On the morning of their promotion to middle school, fifth-grade girls from the Walsh School in Waterbury had a special visitor.
About to embark on a promotion of her own—starting on her master’s degree at an Ivy League school—Georbina DaRosa had also once been a fifth-grader at Walsh, back in 2006. Like many of the girls she would now be speaking to, she had struggled as a child and faced incredible odds. With help from her teachers, she beat the odds and dispelled many myths—about immigrants, about ethnic minorities and females, and about public schools—every step of the way.
One of us
DaRosa was eight when her family immigrated to the U.S. from Cape Verde, a group of islands off the west coast of Africa, where the primary language is Portuguese-based Cape Verdean Creole. On her first day of school, DaRosa—a third-grader at Walsh—spoke no English.
“When Georbina first got here, she struggled with the sounds of the language,” said veteran EL teacher Linda Strange, who worked with DaRosa 11 years ago and continues teaching Walsh students today. Strange told current Walsh students, “Georbina knows just what it feels like to be a fifth-grade girl at Walsh because she was one. She used to live on Rose Street.”
DaRosa eventually earned a scholarship and a degree in psychology and human development from Connecticut College in 2017, the first generation in her family to attend college. She was then accepted to Columbia University, where she is pursuing a master’s degree in social work.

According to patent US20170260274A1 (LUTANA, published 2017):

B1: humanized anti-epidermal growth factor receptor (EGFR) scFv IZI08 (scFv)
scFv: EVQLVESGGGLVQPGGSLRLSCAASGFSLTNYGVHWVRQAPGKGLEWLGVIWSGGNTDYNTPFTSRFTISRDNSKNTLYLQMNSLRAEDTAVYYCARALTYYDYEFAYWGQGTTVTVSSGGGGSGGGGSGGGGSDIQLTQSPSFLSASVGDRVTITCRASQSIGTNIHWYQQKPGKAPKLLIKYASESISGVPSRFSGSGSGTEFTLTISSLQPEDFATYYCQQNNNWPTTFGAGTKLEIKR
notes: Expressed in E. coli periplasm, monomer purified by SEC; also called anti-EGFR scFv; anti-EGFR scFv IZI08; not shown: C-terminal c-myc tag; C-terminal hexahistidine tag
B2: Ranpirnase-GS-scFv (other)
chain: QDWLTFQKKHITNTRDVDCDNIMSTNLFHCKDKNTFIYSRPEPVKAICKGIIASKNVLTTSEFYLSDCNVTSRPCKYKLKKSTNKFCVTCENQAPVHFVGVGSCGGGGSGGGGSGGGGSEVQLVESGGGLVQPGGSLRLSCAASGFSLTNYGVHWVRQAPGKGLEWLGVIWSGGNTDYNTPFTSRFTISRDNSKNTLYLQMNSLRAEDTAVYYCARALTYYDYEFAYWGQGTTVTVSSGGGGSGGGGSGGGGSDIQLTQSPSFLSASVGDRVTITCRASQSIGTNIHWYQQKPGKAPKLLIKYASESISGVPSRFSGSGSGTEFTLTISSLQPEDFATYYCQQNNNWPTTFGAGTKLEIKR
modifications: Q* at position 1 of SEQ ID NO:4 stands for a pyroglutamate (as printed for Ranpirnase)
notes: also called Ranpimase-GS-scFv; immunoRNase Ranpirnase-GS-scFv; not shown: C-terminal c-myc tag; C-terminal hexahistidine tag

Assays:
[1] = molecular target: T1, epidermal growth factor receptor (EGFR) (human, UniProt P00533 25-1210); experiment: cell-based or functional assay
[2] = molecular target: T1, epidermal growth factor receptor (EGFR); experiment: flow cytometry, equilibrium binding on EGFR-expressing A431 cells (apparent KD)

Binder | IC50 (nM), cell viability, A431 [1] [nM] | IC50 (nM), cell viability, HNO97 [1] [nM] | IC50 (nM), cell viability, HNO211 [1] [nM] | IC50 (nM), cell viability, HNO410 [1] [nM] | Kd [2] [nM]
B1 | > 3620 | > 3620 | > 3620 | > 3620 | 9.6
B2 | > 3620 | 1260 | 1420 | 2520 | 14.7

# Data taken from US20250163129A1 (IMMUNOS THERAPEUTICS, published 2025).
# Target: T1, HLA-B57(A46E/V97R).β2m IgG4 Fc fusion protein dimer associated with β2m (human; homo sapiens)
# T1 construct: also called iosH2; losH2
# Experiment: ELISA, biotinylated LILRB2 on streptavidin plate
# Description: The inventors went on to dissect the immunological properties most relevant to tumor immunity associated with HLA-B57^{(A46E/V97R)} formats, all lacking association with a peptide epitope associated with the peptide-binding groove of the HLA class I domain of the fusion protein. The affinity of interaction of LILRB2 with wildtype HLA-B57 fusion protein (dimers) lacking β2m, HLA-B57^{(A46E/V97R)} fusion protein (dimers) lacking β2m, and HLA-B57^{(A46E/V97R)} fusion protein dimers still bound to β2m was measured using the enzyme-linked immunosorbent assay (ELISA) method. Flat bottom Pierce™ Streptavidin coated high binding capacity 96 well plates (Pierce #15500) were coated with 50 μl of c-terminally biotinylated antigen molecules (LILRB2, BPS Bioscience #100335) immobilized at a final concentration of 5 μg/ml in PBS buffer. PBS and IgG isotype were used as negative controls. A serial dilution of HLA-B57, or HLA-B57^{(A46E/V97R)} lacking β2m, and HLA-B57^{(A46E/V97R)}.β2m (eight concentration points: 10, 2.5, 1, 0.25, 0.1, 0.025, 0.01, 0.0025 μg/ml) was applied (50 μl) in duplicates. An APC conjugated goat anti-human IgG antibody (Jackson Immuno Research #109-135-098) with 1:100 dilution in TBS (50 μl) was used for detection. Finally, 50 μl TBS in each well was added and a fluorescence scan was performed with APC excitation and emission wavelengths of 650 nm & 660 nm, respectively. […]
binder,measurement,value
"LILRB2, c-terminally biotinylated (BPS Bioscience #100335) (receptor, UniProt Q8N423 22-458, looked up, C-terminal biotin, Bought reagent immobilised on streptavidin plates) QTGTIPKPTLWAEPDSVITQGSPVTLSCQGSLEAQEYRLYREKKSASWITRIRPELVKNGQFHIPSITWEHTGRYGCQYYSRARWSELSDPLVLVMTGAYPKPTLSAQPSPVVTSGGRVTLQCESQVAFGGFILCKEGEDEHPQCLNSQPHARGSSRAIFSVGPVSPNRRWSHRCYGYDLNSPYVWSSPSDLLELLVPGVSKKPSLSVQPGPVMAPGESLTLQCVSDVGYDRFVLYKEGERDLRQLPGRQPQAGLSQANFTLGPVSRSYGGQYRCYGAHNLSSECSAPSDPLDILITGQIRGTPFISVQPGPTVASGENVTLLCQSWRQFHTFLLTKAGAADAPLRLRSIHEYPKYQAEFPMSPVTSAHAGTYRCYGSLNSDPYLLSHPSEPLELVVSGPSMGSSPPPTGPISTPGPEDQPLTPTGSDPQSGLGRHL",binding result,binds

“Georbina shows how strong Connecticut’s public schools can be, and how students in inner-city public schools—with the right support and resources—can truly succeed,” says Strange. “Her story is a compelling success story for Connecticut public schools. It’s a story of teachers who go beyond to give their students a better chance.”
DaRosa has now returned twice to Walsh school to talk to fifth-grade girls.
“Mrs. Strange was my teacher and my mentor,” DaRosa told the students. Strange took DaRosa to events that were difficult for her parents to get to and eventually took her on college tours and attended her naturalization ceremony (in high school) as well as her college graduation.
Teachers make it happen
DaRosa’s family later moved to Bridgeport, where she finished high school, graduating second in her class of 300.
“When we moved to Bridgeport,” she recalls, “there was no funding for the schools. We had our biology class in the math classroom. There was no lab. Many of my peers were not college bound, and with girls, there was a lot of drama and fighting. But teachers made the difference. They were so supportive. Like my mother, they helped me understand that education is important and something no one can take away from you. It builds your self-esteem.”
She adds, “It’s important for girls to know they can do great things. A lot of kids at Bridgeport’s Harding High School thought, ‘This is it for me. This will be my whole life.’ They didn’t always know there’s a whole world outside for them. But our teachers were willing and able to support us. My biology teacher, Mrs. Benard, was one of my hardest teachers. She made sure she put me to work—as did my chemistry teacher, Mr. Vincent. Regardless of our circumstances, or theirs, our teachers believed in us and cared about us.”
“Certainly, Georbina’s story is a story of her own individual success,” says Strange, “but it is also the story of the support she received along the way, both in schools here in Waterbury and in Bridgeport. We think her story is an inspiration for our students.”